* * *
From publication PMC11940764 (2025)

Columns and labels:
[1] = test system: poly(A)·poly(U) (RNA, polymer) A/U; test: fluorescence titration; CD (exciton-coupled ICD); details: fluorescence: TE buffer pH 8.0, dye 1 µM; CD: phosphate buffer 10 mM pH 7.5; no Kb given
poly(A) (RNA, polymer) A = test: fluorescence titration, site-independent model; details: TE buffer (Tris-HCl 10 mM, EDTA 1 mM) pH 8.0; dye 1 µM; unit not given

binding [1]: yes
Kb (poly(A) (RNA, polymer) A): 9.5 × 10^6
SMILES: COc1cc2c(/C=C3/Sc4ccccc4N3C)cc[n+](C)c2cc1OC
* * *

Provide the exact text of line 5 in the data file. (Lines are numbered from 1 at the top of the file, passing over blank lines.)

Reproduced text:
binding [1]: yes